Naila* came in initially with complaining of college stress and issues with her interpersonal relationships that she wanted to work on. A 19-year-old college going woman, Naila* found herself having panic and anger outbursts along with stress about her future.

After the initial session, our psychologist listened to her and suggested some relaxation techniques and a mindfulness routine. Naila* came back stating that it wasn’t helping her and our psychologist helped her identify what her coping strategies were and found that she resorts to suppression. Therefore, Naila* was suggested to talk to her friend, maintain a journal to process her experiences and information before her thoughts lead to a panic attack..

When she spoke about her interpersonal relationships, she expressed that she fights with her friends a lot and gets mad at them unnecessarily even if she didn’t want to. She had started distancing her friends due to the above reasons and didn’t know what to do. Acceptance and Commitment Therapy helped her realize that she didn’t have to take everything personally and that not everyone is out to ‘get her’. Our psychologist suggested that she meet and spend time with her friends and see how felt when she actively worked on her distorted thoughts.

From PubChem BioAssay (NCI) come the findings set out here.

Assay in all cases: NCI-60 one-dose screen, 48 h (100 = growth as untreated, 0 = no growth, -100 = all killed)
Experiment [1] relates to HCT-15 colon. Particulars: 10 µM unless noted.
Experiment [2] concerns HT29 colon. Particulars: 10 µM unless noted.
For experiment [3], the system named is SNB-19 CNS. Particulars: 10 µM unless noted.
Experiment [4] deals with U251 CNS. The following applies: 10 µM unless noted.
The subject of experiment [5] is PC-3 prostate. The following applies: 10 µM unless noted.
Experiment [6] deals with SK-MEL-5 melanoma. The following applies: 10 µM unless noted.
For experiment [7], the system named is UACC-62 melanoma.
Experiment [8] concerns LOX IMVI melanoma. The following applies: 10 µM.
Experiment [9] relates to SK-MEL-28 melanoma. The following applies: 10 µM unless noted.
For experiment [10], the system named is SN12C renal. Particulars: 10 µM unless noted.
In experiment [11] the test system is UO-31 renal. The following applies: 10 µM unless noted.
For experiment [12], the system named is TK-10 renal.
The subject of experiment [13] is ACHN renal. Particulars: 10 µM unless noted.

During one of the sessions, Naila* brought up the fact that she didn’t identify with the heteronormative sexual beliefs. She was very hesitant to talk about her identity and so, she was reminded that the therapeutic space was safe, confidential and a non-judgemental space for her to express herself. In spite of her struggling to open up, our psychologist constantly reminded her that however she was feeling was okay and that it didn’t matter how she identified. She was taught that she could be exactly who she is in terms of her sexual orientation and people around her who loved her would accept her for who she is. Once the reassurances and reminders were more emphasized upon, she started treating herself better and her interpersonal relationship

(*name changed for anonymity)